# Is it possible to use argsort in descending order

Consider the following code:

``````avgDists = [1, 8, 6, 9, 4]
ids = np.array(avgDists).argsort()[:n]
``````

This gives me indices of the `n` smallest elements. Is it possible to use this same `argsort` in descending order to get the indices of `n` highest elements ?

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Isn't it simply `ids = np.array(avgDists).argsort()[-n:]`? –  Jaime May 10 '13 at 16:50
@Jaime: No, that doesn't work. 'right answer' is `[3, 1, 2]`. Your line produces `[2, 1, 3]` (if n==3 as an example) –  dawg May 11 '13 at 3:01
@drewk Well, then make it `ids = np.array(avgDists).argsort()[-n:][::-1]`. The thing is avoiding making a copy of the whole list, which is what you get when you add a `-` in front of it. Not relevant for the OP's small example, could be for larger cases. –  Jaime May 11 '13 at 14:46
@Jaime: You are right. See my updated answer. The syntax tho is just opposite from your comment on the ending slice: `np.array(avgDists).argsort()[::-1][:n]` will do it. Also, if you are going to use numpy, stay in numpy. First convert the list to an array: `avgDist=np.array(avgDists)` then it becomes `avgDist.argsort()[::-1][:n}` –  dawg May 11 '13 at 18:33

``````(-np.array(avgDists)).argsort()[:n]
``````
-

Just like Python, in that `[::-1]` reverses the array returned by `argsort()` and `[:n]` gives that last n elements:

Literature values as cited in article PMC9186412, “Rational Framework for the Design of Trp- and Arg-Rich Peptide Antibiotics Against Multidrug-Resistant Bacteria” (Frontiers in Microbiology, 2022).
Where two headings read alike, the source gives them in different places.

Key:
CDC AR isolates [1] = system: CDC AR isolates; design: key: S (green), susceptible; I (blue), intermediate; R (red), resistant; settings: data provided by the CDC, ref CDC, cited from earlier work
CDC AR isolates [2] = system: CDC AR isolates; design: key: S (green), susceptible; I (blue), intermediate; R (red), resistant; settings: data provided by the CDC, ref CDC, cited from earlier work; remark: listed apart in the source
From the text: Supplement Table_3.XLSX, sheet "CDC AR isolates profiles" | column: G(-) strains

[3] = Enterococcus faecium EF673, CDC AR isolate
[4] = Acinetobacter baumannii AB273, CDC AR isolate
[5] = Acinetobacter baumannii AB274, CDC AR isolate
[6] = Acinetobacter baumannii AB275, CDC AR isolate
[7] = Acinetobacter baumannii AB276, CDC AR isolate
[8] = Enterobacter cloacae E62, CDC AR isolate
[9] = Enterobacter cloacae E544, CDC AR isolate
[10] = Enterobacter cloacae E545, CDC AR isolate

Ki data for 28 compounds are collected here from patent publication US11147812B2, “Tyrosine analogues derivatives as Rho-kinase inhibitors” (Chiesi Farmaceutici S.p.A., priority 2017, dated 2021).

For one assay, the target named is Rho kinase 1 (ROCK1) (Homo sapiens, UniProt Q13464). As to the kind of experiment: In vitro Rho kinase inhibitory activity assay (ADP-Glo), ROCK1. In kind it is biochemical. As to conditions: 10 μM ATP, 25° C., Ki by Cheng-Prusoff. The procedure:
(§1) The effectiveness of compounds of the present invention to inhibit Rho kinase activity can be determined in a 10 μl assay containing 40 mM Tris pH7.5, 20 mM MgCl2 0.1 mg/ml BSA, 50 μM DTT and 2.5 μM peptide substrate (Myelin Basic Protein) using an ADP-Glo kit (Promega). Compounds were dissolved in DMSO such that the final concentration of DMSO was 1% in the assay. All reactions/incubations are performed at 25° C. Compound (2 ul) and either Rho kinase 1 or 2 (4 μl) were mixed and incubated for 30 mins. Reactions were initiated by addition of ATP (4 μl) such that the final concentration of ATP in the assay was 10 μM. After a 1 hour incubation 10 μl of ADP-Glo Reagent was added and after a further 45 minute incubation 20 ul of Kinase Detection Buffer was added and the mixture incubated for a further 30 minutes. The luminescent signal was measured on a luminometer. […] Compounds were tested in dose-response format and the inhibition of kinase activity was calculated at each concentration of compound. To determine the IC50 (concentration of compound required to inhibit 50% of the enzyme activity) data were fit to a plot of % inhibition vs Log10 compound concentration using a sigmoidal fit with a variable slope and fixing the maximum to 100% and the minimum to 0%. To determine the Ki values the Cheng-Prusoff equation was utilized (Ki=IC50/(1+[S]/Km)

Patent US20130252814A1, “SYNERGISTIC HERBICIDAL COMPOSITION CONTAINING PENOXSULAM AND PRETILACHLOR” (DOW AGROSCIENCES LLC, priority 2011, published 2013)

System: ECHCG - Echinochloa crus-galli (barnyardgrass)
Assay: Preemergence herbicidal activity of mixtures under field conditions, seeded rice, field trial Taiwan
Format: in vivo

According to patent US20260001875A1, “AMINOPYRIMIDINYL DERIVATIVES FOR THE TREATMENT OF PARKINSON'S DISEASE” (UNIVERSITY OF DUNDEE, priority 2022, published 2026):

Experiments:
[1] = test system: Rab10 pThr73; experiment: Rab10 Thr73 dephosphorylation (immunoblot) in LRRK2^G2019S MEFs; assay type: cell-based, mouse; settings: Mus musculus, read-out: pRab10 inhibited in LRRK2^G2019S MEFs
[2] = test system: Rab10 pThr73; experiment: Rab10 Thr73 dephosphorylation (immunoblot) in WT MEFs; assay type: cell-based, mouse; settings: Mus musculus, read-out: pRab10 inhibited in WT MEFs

``````>>> avgDists=np.array([1, 8, 6, 9, 4])
>>> n=3
>>> ids = avgDists.argsort()[::-1][:n]
>>> ids
array([3, 1, 2])
``````

The advantage of this method is that `ids` is a view of avgDists:

``````>>> ids.flags
C_CONTIGUOUS : False
F_CONTIGUOUS : False
OWNDATA : False
WRITEABLE : True
ALIGNED : True
UPDATEIFCOPY : False
``````

(The 'OWNDATA' being False indicates this is a view, not a copy)

The other way to do this is something like:

``````(-avgDists).argsort()[:n]
``````

The problem is that the way this works is to create negative of each element in the array:

``````>>> (-avgDists)
array([-1, -8, -6, -9, -4])
``````

ANd creates a copy to do so:

``````>>> (-avgDists_n).flags['OWNDATA']
True
``````

So if you time each, even with this very small data set:

``````>>> import timeit
>>> timeit.timeit('(-avgDists).argsort()[:3]', setup="from __main__ import avgDists")
4.2879798610229045
>>> timeit.timeit('avgDists.argsort()[::-1][:3]', setup="from __main__ import avgDists")
2.8372560259886086
``````

The view method is substantially faster

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You could create a copy of the array and then multiply each element with -1.
As an effect the before largest elements would become the smallest.
The indeces of the n smallest elements in the copy are the n greatest elements in the original.

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Use `reversed`.
`list(reversed(np.argsort(avgDists)))[:n]`